Thursday, September 22, 2016

UH releases poll with 10-point Clinton lead in Harris County

If you recall, I made fun of the lady at the beauty shop over a week ago for advancing this exact rumor.  So she gets to feed me some crow.

Poll results released today by the University of Houston Hobby School of Public Affairs show that Hillary Clinton has a 10-point lead over Donald Trump among registered voters in Harris County, the largest county in Texas and third largest in the nation. Clinton leads Trump 42 percent to 32 percent, with nine percent supporting Libertarian Party candidate Gary Johnson, two percent backing the Green Party’s Jill Stein, and 15 percent undecided.

If the numbers hold, it would represent the widest margin of victory for a Democratic presidential nominee in Harris County since 1964, the year Lyndon B. Johnson was elected president. He received 59.5 percent of the Harris County vote.

Clinton’s lead narrows to only four points, 43 percent to 39 percent, among voters who say they are extremely likely to cast a ballot this November.

The "extremely likely" screen, with the four-point lead, is probably the closest to accurate, FWIW.  Even if ten is the margin, I simply don't think it can hold all the way to Election Day, but it's more than enough to give blue partisan hopes a big boost.

The rest of the poll's results, however, won't (bold is mine).

The UH Hobby School poll finds no evidence of national Republican concern that Trump’s unpopularity within the party will negatively effect down ballot races. In the race for Harris County District Attorney, among the voters extremely likely to cast a ballot this fall, incumbent Republican Devon Anderson narrowly bested Democrat Kim Ogg, 30 percent to 29 percent, while incumbent Republican Ron Hickman led Democrat Ed Gonzalez 36 percent to 30 percent in the contest for sheriff. A plurality of voters is unsure about their preference for district attorney (47 percent) and sheriff (36 percent).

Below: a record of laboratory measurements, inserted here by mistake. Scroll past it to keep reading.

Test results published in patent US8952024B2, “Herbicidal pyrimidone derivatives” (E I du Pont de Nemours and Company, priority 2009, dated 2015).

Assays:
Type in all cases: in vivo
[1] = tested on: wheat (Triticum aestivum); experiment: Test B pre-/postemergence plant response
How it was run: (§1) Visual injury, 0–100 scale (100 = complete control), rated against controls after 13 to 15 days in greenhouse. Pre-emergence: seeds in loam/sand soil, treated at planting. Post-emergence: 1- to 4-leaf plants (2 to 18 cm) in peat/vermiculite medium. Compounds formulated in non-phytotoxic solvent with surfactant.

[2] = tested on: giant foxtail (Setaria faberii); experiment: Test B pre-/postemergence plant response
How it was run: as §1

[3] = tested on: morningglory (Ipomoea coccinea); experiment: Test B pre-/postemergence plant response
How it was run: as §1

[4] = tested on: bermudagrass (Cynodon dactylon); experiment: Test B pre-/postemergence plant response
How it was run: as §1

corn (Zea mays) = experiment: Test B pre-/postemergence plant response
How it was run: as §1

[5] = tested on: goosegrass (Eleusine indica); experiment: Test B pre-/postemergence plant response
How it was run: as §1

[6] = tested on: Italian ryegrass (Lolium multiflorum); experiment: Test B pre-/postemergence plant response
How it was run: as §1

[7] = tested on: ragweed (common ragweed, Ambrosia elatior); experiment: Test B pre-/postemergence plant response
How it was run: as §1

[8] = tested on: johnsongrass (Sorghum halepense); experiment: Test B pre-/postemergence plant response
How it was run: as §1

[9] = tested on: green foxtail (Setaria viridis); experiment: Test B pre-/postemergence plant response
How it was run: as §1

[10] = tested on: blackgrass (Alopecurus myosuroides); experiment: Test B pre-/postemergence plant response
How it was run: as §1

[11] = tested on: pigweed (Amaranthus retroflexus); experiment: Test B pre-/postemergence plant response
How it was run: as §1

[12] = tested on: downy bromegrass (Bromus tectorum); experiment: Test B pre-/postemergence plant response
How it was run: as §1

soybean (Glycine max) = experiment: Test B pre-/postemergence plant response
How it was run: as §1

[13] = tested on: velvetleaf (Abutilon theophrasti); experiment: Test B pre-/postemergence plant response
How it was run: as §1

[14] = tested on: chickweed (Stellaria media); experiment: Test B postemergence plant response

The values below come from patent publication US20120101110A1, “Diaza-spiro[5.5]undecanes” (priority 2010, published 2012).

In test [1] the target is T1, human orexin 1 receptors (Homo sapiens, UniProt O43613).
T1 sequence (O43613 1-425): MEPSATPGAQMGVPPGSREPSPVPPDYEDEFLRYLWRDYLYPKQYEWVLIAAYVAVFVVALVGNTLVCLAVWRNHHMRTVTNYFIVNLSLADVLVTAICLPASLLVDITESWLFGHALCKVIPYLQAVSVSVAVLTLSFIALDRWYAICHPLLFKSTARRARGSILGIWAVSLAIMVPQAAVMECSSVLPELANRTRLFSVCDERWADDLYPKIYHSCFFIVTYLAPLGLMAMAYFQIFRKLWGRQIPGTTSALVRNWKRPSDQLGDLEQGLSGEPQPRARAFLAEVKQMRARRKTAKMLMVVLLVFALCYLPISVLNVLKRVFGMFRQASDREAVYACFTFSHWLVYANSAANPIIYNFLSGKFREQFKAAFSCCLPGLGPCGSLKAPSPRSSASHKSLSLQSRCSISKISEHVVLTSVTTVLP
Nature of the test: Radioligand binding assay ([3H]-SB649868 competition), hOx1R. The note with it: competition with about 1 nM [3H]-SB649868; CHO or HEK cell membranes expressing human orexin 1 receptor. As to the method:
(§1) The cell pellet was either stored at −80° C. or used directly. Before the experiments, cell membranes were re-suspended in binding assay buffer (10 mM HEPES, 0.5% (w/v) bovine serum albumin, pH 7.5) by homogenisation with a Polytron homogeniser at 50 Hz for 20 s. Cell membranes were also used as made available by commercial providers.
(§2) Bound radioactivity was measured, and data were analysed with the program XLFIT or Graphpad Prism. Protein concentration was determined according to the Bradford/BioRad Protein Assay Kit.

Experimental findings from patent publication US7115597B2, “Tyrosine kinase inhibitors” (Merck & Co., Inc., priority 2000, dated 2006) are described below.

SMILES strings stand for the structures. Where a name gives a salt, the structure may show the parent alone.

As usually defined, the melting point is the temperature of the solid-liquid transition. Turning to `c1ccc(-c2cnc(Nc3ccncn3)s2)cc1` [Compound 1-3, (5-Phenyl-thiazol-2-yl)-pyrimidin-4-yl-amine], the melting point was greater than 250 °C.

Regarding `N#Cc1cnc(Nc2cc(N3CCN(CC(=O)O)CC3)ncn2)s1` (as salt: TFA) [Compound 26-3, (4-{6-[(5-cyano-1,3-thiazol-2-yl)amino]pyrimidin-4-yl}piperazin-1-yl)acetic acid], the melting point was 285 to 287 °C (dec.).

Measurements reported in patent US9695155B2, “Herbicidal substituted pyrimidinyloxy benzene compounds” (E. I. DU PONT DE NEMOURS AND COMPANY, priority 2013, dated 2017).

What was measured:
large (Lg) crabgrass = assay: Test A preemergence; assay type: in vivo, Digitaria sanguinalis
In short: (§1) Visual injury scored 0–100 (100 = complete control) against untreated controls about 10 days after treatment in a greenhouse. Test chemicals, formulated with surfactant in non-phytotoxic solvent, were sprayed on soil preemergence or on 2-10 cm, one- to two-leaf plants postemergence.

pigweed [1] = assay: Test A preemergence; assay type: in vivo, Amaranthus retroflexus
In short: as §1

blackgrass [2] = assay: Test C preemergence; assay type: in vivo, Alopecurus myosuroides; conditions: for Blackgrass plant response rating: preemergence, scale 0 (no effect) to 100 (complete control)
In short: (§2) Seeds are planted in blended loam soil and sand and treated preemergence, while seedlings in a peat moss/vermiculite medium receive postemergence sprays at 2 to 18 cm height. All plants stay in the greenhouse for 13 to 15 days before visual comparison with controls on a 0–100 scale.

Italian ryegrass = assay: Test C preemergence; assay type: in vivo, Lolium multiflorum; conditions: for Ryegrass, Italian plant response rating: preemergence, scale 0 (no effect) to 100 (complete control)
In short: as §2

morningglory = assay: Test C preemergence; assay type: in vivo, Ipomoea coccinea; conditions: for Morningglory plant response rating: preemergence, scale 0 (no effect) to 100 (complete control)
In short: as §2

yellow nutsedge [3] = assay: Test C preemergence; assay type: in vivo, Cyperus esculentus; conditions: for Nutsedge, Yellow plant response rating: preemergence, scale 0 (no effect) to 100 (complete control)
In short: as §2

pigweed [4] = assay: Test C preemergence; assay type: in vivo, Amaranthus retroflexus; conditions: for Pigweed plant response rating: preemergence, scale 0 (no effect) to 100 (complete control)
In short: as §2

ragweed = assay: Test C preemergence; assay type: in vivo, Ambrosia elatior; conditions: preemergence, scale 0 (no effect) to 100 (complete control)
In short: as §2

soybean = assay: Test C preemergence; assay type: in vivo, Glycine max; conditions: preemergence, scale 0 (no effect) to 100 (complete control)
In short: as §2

A year ago during the mayor's race, UH returned a similarly strange polling result:  Sylvester Turner with a ten-point lead, Bill King and Adrian Garcia tied for second, Chris Bell a close fourth, and a massive quantity of undecideds.  The November general election results were wildly different, with Turner 32%, King 25, Garcia 17, Ben Hall 9, and Bell 7.

I pooh-poohed their poll then, and I'm pooh-pooh-ing these two county results now.

Update II (9/23): Charles says I'm confusing my Cougar polls here.  Fair enough; I sit corrected.  I still pooh on both.

For one thing, that's an enormous number of GOP split tickets.  Even with the high unsure/undecideds, something appears to be very off if Hickman is leading Gonzalez by six while Clinton leads Trump by ten.  I would have expected the opposite in the sheriff's race to be true, in fact, irrespective of the presidential.

This is a data point, but an awfully strange one.

Update (9/23): The mighty Kuffner has weighed in, and disapproves of the poll to some greater degree than I do.   No issues with his take.  But I thought about these numbers awhile overnight, and did some back-of-the-envelope math: if 100% of the Harris County electorate represents 1,000,000 voters (Charles will probably have a guess at turnout later and it will be higher than this; my number is extremely conservative) then by virtue of UH's poll, Clinton is ahead of Trump by 100,000 votes, and Ron Hickman leads Ed Gonzalez in the race for sheriff by 60K.

This doesn't seem plausible in a sampling that is 50% D, 45% R, and 5% I (page 5).  It would suggest there is a very large number of Democrats in Harris County -- joined by Republicans, for that matter --  who would be splitting their tickets Clinton and Hickman.  (Significantly less so Clinton and Anderson in the DA's race; everybody understands that one will be very close all the way to Election Night).

Could there really be tens of thousands of blue and red partisans in the county voting Hillary for president and Ron Hickman for sheriff?  I'm just not buying that.

1 comment:

Gadfly said...

Maybe this is a spin on the old Bradley effect. A lot of "good" Republicans, even to anonymous pollsters, are ashamed to admit voting for him?